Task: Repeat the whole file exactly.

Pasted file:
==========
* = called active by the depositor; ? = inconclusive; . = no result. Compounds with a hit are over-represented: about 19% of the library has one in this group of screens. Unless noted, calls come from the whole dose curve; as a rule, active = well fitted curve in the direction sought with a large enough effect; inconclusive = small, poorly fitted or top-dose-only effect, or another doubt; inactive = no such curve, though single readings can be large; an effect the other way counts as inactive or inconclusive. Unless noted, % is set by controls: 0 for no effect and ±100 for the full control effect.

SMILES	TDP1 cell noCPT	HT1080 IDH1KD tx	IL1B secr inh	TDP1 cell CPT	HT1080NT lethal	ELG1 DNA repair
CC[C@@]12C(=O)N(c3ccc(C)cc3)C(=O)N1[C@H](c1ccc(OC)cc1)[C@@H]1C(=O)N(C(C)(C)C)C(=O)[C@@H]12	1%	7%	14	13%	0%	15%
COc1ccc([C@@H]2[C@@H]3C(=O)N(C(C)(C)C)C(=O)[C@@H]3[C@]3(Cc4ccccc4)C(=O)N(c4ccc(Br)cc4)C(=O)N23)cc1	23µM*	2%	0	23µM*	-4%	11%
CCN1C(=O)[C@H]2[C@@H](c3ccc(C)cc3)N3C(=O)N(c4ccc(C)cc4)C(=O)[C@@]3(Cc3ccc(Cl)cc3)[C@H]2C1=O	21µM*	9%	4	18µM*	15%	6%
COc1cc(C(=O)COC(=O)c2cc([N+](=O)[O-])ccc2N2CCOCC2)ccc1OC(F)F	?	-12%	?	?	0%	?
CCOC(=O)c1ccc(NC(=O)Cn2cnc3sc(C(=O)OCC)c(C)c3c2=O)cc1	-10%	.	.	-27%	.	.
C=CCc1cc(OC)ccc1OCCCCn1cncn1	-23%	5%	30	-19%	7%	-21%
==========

* = called active by the depositor; ? = inconclusive; . = no result. Compounds with a hit are over-represented: about 19% of the library has one in this group of screens. Unless noted, calls come from the whole dose curve; as a rule, active = well fitted curve in the direction sought with a large enough effect; inconclusive = small, poorly fitted or top-dose-only effect, or another doubt; inactive = no such curve, though single readings can be large; an effect the other way counts as inactive or inconclusive. Unless noted, % is set by controls: 0 for no effect and ±100 for the full control effect.

SMILES	TDP1 cell noCPT	HT1080 IDH1KD tx	IL1B secr inh	TDP1 cell CPT	HT1080NT lethal	ELG1 DNA repair
CC[C@@]12C(=O)N(c3ccc(C)cc3)C(=O)N1[C@H](c1ccc(OC)cc1)[C@@H]1C(=O)N(C(C)(C)C)C(=O)[C@@H]12	1%	7%	14	13%	0%	15%
COc1ccc([C@@H]2[C@@H]3C(=O)N(C(C)(C)C)C(=O)[C@@H]3[C@]3(Cc4ccccc4)C(=O)N(c4ccc(Br)cc4)C(=O)N23)cc1	23µM*	2%	0	23µM*	-4%	11%
CCN1C(=O)[C@H]2[C@@H](c3ccc(C)cc3)N3C(=O)N(c4ccc(C)cc4)C(=O)[C@@]3(Cc3ccc(Cl)cc3)[C@H]2C1=O	21µM*	9%	4	18µM*	15%	6%
COc1cc(C(=O)COC(=O)c2cc([N+](=O)[O-])ccc2N2CCOCC2)ccc1OC(F)F	?	-12%	?	?	0%	?
CCOC(=O)c1ccc(NC(=O)Cn2cnc3sc(C(=O)OCC)c(C)c3c2=O)cc1	-10%	.	.	-27%	.	.
C=CCc1cc(OC)ccc1OCCCCn1cncn1	-23%	5%	30	-19%	7%	-21%